Temporal dynamics of terrestrial ecosystems consist of continuous (gradual) changes, discontinuous (abrupt) changes, and more rarely, no change. Within a temporal framework of decades, abrupt negative changes may, for example, be induced by short-lived processes like wildfires, harvesting or diseases, while rainfall events or reduced snow cover may trigger sudden greening of vegetation. Gradual changes occur over a longer period and include adaptation processes of vegetation to variations in oceanic oscillations, or persistent climate changes like decrease in yearly rainfall or raise of atmospheric CO2 concentrations. The least complicated type of change is gradual throughout the time series. In long time span datasets, such changes are referred to as monotonic “greening” or “browning”, depending on the direction of change. The magnitude of gradual change over the past decades has been quantified in various studies [2,12,13]. It is, however, likely that such long-term trends are composed of consecutive segments with gradual change, separated from each other by a relatively short period of abrupt change, or any combination thereof [8]. Such interruptions in the gradual trends have in the literature been referred to as change points, break points or turning points. Their existence has been demonstrated extensively, including methods to describe how they affect the temporal trend [1418]. The capacity to characterize major change types spatially and temporally currently forms a gap in our knowledge, but is critical for understanding their impact within a global change context. Changes in vegetation activity trends may, for instance, point to (recovery from) major disturbances [5] and sustained structural changes may indicate transitions between different vegetation activity regimes, i.e., greening or browning [9] and affect carbon exchange [19]. We refer to sustained changes, when they are beyond the scale of short-term disturbances (e.g., wildfires or floods) or the recovery from those. Especially with today’s increasing populations density, higher frequency of weather extremes, and the rise of global atmospheric CO2 concentrations and air temperature, it is critical to assess (1) when and where a trend shift in vegetation dynamics occurred and (2) what implication the trend shift had on the ecosystem. In this work, we therefore present an approach for characterizing interruptions and trend reversals in vegetation activity and we demonstrate its application using the latest global VI dataset. We focused on the question when and where have major trend shifts occurred and what were their ecological implications? Detecting changes is the first step towards understanding the process. We, therefore, revisit techniques for the detection of breakpoints in NDVI time series and our adjustments for major shifts (Section 2.2). Subsequently, we introduce a classification scheme to describe ecologically meaningful change types (Section 2.3). With this combined analysis using global VI records, we contribute to the understanding of large-scale structural changes in the biosphere.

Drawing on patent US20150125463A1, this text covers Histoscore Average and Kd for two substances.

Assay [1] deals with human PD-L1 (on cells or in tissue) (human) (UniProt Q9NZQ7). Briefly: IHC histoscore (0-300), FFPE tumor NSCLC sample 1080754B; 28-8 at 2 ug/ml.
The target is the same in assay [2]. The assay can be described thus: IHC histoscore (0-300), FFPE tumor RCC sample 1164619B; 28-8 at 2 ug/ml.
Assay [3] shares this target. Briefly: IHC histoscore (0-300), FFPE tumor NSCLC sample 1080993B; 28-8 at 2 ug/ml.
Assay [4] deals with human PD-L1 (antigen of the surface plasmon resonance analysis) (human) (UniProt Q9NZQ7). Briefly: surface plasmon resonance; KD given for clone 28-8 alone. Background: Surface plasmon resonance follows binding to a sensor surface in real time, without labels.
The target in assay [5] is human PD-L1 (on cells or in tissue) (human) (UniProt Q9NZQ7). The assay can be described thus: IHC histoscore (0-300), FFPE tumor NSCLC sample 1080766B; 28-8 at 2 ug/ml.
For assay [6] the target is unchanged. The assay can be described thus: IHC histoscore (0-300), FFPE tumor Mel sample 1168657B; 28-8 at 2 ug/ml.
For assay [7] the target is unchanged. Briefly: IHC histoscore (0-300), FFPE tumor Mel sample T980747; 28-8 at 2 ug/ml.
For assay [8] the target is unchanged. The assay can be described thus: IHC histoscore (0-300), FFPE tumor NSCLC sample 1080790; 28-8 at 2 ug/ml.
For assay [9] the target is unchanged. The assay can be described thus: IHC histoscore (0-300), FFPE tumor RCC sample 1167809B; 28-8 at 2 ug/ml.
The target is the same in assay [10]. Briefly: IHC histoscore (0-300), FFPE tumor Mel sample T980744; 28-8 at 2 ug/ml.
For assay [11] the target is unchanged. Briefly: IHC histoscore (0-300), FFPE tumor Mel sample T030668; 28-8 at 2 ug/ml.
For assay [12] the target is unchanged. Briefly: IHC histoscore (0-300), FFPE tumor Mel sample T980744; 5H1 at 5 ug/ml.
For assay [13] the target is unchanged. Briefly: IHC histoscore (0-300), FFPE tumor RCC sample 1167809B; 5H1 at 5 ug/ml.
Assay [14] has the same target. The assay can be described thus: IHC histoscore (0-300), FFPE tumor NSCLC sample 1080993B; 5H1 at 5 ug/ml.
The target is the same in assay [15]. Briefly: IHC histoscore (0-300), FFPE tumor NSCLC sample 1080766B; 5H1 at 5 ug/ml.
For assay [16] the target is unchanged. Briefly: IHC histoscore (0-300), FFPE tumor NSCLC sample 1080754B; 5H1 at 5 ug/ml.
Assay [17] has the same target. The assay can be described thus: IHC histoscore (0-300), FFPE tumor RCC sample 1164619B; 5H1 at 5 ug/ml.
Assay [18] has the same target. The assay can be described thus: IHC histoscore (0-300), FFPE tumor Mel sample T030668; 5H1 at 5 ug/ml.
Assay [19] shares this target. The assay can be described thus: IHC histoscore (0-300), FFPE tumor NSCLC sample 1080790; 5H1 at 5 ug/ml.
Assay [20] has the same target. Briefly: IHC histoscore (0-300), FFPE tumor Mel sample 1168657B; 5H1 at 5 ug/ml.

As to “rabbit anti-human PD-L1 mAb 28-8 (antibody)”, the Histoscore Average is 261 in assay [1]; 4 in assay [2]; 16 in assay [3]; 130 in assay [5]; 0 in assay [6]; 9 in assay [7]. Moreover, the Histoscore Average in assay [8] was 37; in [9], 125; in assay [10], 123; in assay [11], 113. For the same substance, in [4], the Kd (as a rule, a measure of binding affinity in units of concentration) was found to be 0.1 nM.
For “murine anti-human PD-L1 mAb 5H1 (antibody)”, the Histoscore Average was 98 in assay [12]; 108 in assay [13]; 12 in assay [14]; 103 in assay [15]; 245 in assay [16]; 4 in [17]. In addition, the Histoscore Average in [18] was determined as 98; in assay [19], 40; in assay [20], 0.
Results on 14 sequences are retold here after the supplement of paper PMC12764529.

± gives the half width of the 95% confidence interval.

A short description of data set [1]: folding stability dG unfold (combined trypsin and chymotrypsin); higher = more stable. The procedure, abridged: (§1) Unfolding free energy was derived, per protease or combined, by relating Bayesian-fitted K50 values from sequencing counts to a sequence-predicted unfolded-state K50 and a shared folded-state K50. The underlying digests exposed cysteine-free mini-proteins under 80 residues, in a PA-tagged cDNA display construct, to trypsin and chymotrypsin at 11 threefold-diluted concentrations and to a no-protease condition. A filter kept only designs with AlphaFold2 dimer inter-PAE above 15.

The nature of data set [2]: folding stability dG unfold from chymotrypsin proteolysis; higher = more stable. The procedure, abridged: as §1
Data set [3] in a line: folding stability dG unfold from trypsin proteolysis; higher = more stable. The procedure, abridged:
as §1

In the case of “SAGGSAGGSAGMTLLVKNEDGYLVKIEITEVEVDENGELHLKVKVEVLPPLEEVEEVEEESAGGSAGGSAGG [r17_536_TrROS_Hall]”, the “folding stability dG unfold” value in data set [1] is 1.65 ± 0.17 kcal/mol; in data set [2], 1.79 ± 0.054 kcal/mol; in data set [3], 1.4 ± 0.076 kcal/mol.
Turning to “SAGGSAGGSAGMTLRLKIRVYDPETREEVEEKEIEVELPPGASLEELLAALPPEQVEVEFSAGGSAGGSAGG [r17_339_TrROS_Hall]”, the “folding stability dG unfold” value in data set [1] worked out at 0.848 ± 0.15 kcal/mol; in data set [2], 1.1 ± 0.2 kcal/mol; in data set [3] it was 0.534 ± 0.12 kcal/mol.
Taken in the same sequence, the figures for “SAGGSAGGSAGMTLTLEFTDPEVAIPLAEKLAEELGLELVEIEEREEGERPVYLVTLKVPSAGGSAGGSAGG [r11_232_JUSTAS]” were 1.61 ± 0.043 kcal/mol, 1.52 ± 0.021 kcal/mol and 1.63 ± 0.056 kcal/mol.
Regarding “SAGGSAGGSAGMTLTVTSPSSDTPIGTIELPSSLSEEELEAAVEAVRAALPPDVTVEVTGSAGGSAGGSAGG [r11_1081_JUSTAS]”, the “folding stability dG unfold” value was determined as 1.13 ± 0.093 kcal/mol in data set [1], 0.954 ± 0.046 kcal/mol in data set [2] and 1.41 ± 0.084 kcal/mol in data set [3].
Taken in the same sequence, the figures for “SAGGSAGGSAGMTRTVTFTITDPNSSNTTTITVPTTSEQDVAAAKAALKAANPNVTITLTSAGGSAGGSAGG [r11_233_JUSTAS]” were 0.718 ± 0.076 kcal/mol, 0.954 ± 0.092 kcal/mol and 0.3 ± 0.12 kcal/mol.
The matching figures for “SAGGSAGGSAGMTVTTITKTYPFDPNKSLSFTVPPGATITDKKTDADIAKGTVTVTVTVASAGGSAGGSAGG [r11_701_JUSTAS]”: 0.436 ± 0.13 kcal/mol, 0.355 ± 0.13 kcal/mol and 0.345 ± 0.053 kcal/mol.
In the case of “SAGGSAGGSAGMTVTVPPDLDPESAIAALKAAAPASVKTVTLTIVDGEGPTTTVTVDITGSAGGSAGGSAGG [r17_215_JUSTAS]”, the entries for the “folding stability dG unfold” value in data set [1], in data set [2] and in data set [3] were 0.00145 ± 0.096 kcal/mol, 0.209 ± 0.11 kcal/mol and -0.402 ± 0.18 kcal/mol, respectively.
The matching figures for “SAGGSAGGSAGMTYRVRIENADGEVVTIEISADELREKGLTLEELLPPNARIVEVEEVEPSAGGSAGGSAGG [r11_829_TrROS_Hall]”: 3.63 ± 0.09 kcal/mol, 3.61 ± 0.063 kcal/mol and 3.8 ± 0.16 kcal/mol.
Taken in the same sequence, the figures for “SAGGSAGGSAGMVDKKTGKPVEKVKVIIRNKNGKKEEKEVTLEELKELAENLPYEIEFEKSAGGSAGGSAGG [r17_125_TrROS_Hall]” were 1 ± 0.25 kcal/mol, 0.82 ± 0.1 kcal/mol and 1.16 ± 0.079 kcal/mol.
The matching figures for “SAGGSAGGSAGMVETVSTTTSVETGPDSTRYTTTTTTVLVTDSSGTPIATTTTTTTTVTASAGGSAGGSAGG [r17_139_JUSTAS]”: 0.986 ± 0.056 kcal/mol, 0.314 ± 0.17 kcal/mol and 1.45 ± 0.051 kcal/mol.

2. Methods

2.1. Historic NDVI Observations

Broadband satellite sensors, like the NOAA Advanced Very High Resolution Radiometer (AVHRR), provide some of the most valuable long-term observations for monitoring the Earth surface, especially the biosphere. In particular, the AVHRR-derived Global Inventory Modeling and Mapping Studies (GIMMS) dataset provides the longest and most consistent set of observations: its recent version (NDVI3g) is the first to exceed thirty years (1981–2011). The raw data has been thoroughly corrected for orbital drift, clouds and atmospheric aerosols, among others [20], and processed into the common normalized difference vegetation index (NDVI)—a normalized ratio between red and near-infrared reflectance ranging between 0 and 1 for vegetated areas [21]. As the acquisition started in July, we excluded the half year of 1981 and used exactly thirty years composed of 720 fortnightly observations in our analysis. A few other post-processing steps were followed as described below.